options.prototype = Object.create(HTMLElement.prototype);
document.registerElement('x-foo', options);
options.prototype = Object.create(HTMLElement.prototype);
document.registerElement('x-bar', options);

Note how the options object is read by native code and at different times during initialization.

@bertho-zero

This comment has been minimized.

bertho-zero commented Mar 30, 2018

Hi team, is there anything new on this side?

@skyne98

This comment has been minimized.

skyne98 commented Jul 27, 2018

It would be nice to have a place to track progress, or some kind of a workaround for now @hermanventer

@hermanventer

This comment has been minimized.

Contributor

hermanventer commented Jul 27, 2018

We are swamped with non DOM related work right now, so there is nothing specifically happening on this front. If there are specific issues that are blocking you from doing something in this area, please add new issues.

I hope to write some documentation for Prepack a bit later on this year.

@skyne98

This comment has been minimized.

skyne98 commented Jul 28, 2018

@hermanventer, the main problem is that it seems like it's impossible to compile any existing or new web application using prepack right now. Each time there would be some DOM operation, or browser API call that makes the process fail. That is very unfortunate, considering the fact that prepack might be the future of JS optimization. People should be able to test and evaluate it already, I think.

The second point is -- why not just make every unsupported API call an abstract unknown value right now? Yeah, it will disallow lots of optimizations, but it won't crush the process. Also, as far as I understand --abstractEffectsInAdditionalFunctions can be used to optimize the bodies of functions, right?

Anyways, thanks for your time! I see the barrage of issues you have, but I think that prepack is worth some attention, therefore people have to be able to play with it, without it crashing on them. May be I am just missing some stupid option that makes it happen, in that case I am sorry!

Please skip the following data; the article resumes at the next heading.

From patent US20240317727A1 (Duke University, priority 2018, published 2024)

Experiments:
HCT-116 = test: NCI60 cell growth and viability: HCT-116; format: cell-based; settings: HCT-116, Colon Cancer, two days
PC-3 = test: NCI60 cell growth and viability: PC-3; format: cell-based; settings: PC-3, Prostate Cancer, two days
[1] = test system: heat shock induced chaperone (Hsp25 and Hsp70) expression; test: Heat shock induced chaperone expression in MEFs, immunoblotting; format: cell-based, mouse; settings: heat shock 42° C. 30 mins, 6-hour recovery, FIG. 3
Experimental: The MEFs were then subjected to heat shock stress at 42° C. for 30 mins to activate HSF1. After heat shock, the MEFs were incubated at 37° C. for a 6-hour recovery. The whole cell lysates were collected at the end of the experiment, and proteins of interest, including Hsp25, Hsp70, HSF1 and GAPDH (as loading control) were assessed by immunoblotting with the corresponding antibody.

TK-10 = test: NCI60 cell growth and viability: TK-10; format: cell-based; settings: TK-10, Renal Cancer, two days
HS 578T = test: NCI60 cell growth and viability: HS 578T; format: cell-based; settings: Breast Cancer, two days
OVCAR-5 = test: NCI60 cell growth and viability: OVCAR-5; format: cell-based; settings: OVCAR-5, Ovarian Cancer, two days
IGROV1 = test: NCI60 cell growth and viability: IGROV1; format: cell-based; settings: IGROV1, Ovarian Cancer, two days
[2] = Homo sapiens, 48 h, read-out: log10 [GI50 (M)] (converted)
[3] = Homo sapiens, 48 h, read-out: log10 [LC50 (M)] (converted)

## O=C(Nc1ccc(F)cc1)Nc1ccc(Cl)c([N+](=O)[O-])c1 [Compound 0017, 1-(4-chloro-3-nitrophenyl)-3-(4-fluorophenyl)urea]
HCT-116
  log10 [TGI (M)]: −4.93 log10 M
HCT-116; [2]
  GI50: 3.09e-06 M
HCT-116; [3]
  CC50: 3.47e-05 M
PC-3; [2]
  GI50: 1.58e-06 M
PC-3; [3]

@hermanventer

This comment has been minimized.

Contributor

hermanventer commented Jul 29, 2018

I'm afraid that we are all going to have to be very patient with Prepack. Getting to the point where it can usefully run on real browser based applications is going to take a lot of very hard work and a long time. Taking short cuts will result in something that works only for some ill defined subset of JavaScript and only up to a point.

Right now, Prepack can deal with initialization code (global code) in environments that we can easily model and about which we can make restrictive assumptions. We are hard at work to go beyond that, but the war will be won in a long series of small, hard won victories.

Some previous work on analyzing JavaScript has already highlighted just how difficult things become once you try to support all of JavaScript and you have to deal with untyped call backs. The conclusion reached in those efforts was that, in the end, the analyzer knows nothing much. Since this is a good description of a typical browser based web app, it makes sense for us to set our sights on gains that are more attainable in the short term.

That said, if Prepack actually crashes for some input (i.e. a false invariant or a runtime exception, we'll be glad to hear about it particularly if you have a way to reproduce it). The expected behavior of Prepack is that it should give you a nice error message telling you that your program is not suitable for the current state of Prepack. We have quite a bit of work to do on that front as well.

@skyne98

This comment has been minimized.

skyne98 commented Jul 30, 2018

@hermanventer, thanks for your descriptive answer! It's nice to hear that people are hard at work writing this wonderful project.

@skyne98

This comment has been minimized.

skyne98 commented Jul 31, 2018

By the way, I think we should add a place where all the implemented APIs are tracked, shouldn't we?

Sign up for free to join this conversation on GitHub. Already have an account? Sign in to comment